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Irving poised to hire 7,900 workers

Canadian shipbuilder J.D. Irving Ltd. kicked off a campaign to hire no less than 7,900 workers with a job fair in Sussex, New Brunswick today.

Irving has received substantial shipbuilding contracts from the government, but it appears that the company is looking to fill positions in other parts of its operations as well.

The company said the job fair is targeting skilled tradespersons and professionals for its New Brunswick, Nova Scotia and Prince Edward Island operations. The fair is being held at the All Seasons Inn, at 1015 Main Street, Sussex, NB from 9 a.m. to 7 p.m. today.

The announcement said Irving is looking for applicants in the following areas:

Skilled Trades
• Millwrights, Welders, Industrial Electricians, Industrial Mechanics, Maintenance, Machine Operators, Labourers

Professionals
• Engineering, Accounting, Human Resources, Information Technology, Supply Chain, Administration, Production Supervisors

Forestry
• Contractors, Operators, Truck Drivers

There’s no need to worry if you miss the fair because the company will be hiring for some time.

“Over the next three years, we are forecasting almost 7900 hires across our operations across Canada and in the US,” a press release from Irving said. “The forecast is the result of retirements, anticipated business growth and normal workforce turnover.”

The operations with the highest job opportunities include retail business, manufacturing operations, shipbuilding, supply chain, logistics and engineering, according to the release.

“When we look at our three-year forecast from 2016-2018, 89 per cent of the positions we need to fill are in the Atlantic provinces,” said Jeff Green, director of talent recruitment with JDI. “65 per cent of those jobs are in New Brunswick and Nova Scotia alone.”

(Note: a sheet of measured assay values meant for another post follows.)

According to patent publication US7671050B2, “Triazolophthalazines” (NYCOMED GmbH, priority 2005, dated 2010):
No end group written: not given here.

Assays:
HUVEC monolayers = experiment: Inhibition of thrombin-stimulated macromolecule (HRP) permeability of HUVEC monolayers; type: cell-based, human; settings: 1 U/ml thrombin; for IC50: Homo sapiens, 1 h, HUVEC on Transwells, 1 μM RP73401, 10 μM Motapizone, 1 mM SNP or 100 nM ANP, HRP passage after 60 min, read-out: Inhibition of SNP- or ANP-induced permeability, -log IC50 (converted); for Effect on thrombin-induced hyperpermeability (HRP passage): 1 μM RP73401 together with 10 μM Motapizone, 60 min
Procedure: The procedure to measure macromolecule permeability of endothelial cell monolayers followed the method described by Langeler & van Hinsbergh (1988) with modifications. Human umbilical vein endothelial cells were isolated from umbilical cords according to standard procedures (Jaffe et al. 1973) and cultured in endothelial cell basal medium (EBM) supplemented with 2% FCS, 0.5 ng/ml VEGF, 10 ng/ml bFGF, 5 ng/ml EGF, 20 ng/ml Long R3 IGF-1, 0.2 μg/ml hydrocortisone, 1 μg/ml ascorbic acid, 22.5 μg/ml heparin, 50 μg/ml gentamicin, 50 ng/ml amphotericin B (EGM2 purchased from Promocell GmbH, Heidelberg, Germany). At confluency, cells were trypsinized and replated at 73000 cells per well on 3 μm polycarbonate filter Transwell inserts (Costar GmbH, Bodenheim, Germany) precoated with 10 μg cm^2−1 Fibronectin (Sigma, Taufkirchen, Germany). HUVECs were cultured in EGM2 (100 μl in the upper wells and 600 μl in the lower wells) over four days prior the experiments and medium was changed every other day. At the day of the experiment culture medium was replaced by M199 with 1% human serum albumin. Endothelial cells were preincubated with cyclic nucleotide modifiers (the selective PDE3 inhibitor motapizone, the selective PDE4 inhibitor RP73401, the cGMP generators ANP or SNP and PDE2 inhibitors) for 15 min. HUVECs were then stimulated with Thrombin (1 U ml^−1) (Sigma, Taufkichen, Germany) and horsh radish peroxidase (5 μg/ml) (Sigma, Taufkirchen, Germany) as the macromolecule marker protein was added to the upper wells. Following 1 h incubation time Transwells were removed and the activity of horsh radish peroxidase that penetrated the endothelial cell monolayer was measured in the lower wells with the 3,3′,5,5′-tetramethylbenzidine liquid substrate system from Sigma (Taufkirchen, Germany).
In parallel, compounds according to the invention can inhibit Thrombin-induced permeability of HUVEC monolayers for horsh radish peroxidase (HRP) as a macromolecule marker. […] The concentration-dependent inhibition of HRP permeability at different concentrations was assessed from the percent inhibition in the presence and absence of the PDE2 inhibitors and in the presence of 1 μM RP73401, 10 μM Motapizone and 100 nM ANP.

The company said it is also working with local universities and community colleges through co-op programs, case competitions, equipment donations, scholarships and paid internships.

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Between this year and 2018, Irving will be taking in 2,000 paid interns and co-op workers.

Irving’s business covers transportation, forestry consumer products and shipbuilding.

The company got the largest chunk contracts under the Royal Canadian Navy’s $39-billion National Shipbuilding Procurement Strategy (NSPS).

Irving was awarded a $26-billion contract a part of the combat vessel package. Seaspan of Vancouver got the smaller $8-billion non-combat vessel contract and Quebec’s Chartier Davie won the much smaller $587-million civilian tanker retrofit contract.

Irving has begun work to build six Arctic Offshore Patrol Ships for the navy for $2.3-billion.

Author: Nestor Arellano

Nestor Arellano is editor of Vanguard Magazine. Nestor is a seasoned journalist who has written extensively on defence and military industry issues as well as technology and business developments. He is also associate editor of Vanguard's sister publication, IT in Canada.

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